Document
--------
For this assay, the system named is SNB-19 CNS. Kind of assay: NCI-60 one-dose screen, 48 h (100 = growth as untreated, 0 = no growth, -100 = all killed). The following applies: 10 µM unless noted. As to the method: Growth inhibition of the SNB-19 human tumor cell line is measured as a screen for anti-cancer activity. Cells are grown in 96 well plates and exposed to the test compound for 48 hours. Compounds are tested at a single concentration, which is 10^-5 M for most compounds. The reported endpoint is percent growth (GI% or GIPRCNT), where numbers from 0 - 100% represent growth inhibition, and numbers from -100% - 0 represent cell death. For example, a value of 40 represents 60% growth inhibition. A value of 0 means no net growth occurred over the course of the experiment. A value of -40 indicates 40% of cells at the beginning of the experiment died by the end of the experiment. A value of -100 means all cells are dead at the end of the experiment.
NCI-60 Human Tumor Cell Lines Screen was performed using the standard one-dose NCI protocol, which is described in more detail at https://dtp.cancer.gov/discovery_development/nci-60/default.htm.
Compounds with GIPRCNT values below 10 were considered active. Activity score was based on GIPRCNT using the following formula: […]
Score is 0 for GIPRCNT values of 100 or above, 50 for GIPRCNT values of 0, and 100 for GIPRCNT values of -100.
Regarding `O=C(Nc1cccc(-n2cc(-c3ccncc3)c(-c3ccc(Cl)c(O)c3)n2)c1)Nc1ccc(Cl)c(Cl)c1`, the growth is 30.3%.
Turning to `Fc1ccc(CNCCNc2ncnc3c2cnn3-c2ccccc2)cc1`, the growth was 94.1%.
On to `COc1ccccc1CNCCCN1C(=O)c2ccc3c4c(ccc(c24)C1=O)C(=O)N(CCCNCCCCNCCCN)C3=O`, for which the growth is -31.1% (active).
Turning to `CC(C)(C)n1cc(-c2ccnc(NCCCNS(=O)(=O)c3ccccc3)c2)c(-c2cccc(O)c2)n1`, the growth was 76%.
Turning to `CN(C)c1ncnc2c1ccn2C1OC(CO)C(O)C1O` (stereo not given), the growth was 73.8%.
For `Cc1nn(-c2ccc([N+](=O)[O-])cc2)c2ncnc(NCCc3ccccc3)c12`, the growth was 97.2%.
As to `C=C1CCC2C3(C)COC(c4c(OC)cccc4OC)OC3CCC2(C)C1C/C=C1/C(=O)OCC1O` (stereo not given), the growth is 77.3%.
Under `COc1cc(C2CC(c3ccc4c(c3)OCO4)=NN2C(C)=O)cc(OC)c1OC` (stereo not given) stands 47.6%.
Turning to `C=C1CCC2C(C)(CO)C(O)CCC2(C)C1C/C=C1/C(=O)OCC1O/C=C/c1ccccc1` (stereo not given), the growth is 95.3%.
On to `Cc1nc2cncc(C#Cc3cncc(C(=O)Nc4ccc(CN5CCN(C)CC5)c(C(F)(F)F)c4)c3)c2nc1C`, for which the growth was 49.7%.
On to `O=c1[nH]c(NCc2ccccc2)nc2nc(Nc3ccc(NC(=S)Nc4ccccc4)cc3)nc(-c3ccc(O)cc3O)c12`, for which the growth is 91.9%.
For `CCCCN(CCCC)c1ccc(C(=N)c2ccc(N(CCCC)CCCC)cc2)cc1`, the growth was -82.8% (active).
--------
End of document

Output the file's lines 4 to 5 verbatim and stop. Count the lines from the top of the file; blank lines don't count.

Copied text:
Score is 0 for GIPRCNT values of 100 or above, 50 for GIPRCNT values of 0, and 100 for GIPRCNT values of -100.
Regarding `O=C(Nc1cccc(-n2cc(-c3ccncc3)c(-c3ccc(Cl)c(O)c3)n2)c1)Nc1ccc(Cl)c(Cl)c1`, the growth is 30.3%.